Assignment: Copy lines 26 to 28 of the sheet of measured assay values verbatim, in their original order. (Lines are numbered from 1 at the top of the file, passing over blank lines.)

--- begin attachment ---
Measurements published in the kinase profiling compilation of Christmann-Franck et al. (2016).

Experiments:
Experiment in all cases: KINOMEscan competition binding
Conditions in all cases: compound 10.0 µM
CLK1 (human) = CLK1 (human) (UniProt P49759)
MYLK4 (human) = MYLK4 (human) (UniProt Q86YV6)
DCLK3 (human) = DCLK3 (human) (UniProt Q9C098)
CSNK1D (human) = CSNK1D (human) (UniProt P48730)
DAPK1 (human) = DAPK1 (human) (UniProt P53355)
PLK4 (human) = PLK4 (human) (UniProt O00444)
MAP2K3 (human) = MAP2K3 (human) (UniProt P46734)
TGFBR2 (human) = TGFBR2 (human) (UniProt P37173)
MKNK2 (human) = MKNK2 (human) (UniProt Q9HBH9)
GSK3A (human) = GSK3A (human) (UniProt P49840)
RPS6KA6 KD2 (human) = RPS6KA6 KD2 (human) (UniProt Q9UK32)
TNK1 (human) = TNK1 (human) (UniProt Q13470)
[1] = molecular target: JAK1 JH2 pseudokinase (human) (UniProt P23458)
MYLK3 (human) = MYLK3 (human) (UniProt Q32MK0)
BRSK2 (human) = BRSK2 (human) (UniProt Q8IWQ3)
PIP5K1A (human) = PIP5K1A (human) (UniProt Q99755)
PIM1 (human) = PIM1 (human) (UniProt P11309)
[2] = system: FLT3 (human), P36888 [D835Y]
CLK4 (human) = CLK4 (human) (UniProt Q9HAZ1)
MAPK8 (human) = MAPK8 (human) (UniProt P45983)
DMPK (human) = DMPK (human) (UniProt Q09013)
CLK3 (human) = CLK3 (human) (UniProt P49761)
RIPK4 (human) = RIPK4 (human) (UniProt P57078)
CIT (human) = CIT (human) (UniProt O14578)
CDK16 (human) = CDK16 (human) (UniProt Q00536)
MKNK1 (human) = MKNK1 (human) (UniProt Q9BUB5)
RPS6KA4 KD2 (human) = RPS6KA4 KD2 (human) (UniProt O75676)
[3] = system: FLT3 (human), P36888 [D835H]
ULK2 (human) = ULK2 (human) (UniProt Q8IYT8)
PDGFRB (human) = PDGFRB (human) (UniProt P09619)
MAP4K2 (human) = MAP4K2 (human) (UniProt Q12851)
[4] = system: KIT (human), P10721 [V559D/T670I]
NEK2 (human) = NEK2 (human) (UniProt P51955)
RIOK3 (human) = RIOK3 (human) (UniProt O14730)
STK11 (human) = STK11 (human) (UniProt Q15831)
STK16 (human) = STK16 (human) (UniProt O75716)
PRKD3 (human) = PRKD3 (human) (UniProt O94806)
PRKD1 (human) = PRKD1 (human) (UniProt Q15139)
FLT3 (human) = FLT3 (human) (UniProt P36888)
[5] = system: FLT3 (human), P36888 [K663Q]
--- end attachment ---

CLK3 (human) = CLK3 (human) (UniProt P49761)
RIPK4 (human) = RIPK4 (human) (UniProt P57078)
CIT (human) = CIT (human) (UniProt O14578)